• Mike May 16, 2016, 11:06 pm

    I’m actually going to disagree a little bit. I’m an engineer and I work hard and earn good money. I’ve saved rather aggressively for several years since graduating and have an excellent credit rating. I recently bought a 1 year old vehicle for $45k (avoided the steep 1st year depreciation). I could have easily paid cash for the vehicle, but was able to finance it through a third party credit union for 3.2% (not a dealer ‘move the profit around’ trickery rate) so I decided I would rather keep more of my investments and finance a portion of it . I put enough down that I should get my downpayment back in 5 years based on estimated depreciation.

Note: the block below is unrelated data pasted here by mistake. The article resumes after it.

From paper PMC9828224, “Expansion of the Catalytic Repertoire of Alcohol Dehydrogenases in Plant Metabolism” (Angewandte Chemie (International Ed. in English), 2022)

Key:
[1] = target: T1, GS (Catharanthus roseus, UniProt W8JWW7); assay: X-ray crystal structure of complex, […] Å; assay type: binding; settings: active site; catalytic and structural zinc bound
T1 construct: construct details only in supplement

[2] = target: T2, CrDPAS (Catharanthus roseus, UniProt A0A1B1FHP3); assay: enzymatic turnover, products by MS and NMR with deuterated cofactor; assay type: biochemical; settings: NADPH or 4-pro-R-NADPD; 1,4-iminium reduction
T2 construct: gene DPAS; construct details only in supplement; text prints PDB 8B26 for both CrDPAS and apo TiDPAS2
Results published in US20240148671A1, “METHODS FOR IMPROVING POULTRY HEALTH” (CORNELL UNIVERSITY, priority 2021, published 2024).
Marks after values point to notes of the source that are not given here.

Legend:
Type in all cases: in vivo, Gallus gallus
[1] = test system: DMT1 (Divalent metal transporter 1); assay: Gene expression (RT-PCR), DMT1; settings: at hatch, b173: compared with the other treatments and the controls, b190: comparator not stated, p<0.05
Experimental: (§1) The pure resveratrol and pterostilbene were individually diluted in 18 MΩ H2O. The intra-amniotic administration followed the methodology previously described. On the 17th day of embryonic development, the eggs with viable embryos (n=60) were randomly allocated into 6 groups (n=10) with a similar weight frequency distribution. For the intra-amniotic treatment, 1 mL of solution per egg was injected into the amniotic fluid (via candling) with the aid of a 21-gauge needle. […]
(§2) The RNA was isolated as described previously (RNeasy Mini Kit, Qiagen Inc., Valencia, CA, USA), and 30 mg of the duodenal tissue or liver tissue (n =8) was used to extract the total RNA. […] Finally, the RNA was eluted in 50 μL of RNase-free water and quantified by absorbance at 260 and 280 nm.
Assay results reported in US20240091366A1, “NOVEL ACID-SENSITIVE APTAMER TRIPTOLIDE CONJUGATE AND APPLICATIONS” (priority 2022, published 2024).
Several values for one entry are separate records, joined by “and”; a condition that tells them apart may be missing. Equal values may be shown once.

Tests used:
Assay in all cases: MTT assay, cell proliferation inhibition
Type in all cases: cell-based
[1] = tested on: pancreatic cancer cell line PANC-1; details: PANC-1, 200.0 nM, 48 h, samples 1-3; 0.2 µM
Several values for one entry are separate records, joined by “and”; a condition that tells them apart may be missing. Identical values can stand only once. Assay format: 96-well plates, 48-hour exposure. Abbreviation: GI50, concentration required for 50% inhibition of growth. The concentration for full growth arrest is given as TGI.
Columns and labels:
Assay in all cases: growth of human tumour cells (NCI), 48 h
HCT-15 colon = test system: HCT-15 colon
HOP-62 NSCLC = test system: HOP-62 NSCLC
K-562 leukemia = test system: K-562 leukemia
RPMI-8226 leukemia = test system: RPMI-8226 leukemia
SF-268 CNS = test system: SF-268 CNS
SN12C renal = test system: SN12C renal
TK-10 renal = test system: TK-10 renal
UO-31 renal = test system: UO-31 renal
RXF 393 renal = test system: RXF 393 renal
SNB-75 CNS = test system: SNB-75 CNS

I don’t disagree that many millennials are often wrongfully entitled, but I do think that I ‘deserve’ to drive a newish vehicle if I want. I was fully aware that the vehicle would cost me ~$10,000 a year, but I bought it anyway. Most here would consider that a ‘waste’, however I do a lot of driving to commute to work so it’s I luxury that I feel I’ve earned and deserve even if I’m only 25. I still manage to save ~50% of my after tax income. Call me entitled if you want, but people should be able to spend their money how they want as long as they’re fully aware of the costs.

  • The Savvy Couple Aug 23, 2016, 2:17 pm

    What an amazing article! We agree with you! We drive a 2005 Toyota Camry and a 2005 Chrysler Town and County without having kids! Lol.

    Why borrow money on anything that reduces in value. Does not make sense. Start being Savvy people!

    Ps…How long did this article take you to write it’s very detailed!

    • Millennial Money Man Aug 23, 2016, 2:21 pm

      Haha I don’t remember how long it took, but it’s over 3,000 words. By far my longest one to date, but I didn’t want to leave anything out!